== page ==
But when I knitted up some of the leftovers from the scarf into one of Jackie’s adorable little bunnies (this fabulous pattern is available for free on her site) I used only the boucle, on much smaller needles and worked a square of stocking stitch in no time at all. I was very pleased with how both of these projects turned out, but it wasn’t until I made a soap sack a few months later that the true beauty of this yarn was revealed to me. I made the sack using a mid sized needle in plain stocking stitch, and when I cast it off I couldn’t stop petting it. Everyone I showed it to had the same reaction, stroking and touching the wonderful, velvety soft fabric the boucle had created.
After making a couple more sacks (and petting them along the way) I wanted to knit something that would truly allow the texture of this yarn to shine.
So Isabelle supplied the yarn to make this luscious crib blanket. On size 6 mm needles I cast on one hundred and thirty stitches. After a border worked in garter stitch I made a row of eyelets. I then continued the blanket with a ten stitch border in garter stitch, adding eyelets every fifth row and working the generous centre panel in stocking stitch. I was considerably surprised to find I had cast on a piece of fabric that measured forty-seven inches across, substantially larger than the blanket I had planned. You may remember it from our post The Perfect Baby Blanket where we showed you a picture of it shortly after I began working the centre panel. I knit it to a length of thirty-seven inches, finishing it with a matching eyelet row and garter stitch border. It used about four and a half skeins of boucle. I was pleased with it while it was in progress (although I did wish it had been completed before we enjoyed an intense heat wave with very high humidity) but once it was washed the yarn/fabric bloomed slightly and came fully into its own! The texture simply has to be felt to be truly appreciated!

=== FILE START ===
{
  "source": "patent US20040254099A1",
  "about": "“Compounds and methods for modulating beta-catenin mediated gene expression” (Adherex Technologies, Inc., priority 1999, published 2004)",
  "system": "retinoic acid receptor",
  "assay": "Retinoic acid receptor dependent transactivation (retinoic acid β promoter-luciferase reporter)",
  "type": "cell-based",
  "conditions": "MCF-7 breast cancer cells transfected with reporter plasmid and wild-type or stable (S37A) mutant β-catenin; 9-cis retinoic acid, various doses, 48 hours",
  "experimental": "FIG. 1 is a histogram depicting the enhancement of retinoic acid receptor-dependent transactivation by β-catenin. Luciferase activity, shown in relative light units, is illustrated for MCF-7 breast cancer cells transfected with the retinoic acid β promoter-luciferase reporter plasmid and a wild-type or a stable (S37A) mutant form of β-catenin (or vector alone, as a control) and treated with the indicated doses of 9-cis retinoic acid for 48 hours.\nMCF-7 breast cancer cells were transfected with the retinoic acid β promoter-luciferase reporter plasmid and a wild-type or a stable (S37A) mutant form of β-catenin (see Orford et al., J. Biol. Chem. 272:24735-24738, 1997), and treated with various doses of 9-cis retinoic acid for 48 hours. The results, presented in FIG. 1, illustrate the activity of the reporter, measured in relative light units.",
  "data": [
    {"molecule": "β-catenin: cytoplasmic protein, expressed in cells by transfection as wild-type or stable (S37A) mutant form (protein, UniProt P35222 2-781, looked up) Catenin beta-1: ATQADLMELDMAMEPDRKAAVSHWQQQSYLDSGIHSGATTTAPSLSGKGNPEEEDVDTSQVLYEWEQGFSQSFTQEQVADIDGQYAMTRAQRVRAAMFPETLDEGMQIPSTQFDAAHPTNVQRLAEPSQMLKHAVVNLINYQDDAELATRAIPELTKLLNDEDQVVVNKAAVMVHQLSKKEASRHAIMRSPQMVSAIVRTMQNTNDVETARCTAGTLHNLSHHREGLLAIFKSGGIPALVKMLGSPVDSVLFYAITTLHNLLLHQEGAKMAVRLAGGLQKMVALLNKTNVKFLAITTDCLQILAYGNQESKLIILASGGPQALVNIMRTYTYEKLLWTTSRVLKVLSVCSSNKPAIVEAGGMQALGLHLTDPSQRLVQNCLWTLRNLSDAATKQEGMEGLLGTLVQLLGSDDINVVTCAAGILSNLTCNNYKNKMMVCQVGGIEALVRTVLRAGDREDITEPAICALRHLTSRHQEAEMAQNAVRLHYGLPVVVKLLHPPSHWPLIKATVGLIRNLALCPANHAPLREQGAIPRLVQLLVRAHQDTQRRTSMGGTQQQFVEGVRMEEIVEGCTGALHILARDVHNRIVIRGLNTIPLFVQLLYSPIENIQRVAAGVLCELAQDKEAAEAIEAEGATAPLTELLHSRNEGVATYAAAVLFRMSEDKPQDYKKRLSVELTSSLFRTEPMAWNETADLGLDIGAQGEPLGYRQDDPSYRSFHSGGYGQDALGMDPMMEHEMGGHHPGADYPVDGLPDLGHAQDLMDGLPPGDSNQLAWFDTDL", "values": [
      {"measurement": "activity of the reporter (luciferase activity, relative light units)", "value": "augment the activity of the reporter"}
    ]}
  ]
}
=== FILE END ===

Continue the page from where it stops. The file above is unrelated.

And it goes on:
Opinion is divided (I suspect it depends on how much the feel of it matters to you) on which is the right side. The knit side of the stocking stitch is smoother and almost silky to the touch, while the purl side has a texture I can best describe as rich, velvety and furry. (Guess you know which side of the debate I fall on.) The combination is indescribably cuddly and cosy. I threaded a mocha coloured satin ribbon through the eyelets to give it the finishing touch, and here you see the final product, ready to tuck someone special up in their crib, or to drape over the knees of a person who has to sit still for long periods of time, … a snugly lapghan, or a blanket for baby.
As you may have noticed I have been completely converted, I adore this boucle, and am looking forward to casting on a new project with it at the earliest opportunity! I’m thinking of a drop stitch scarf, … we’ll keep you up to date.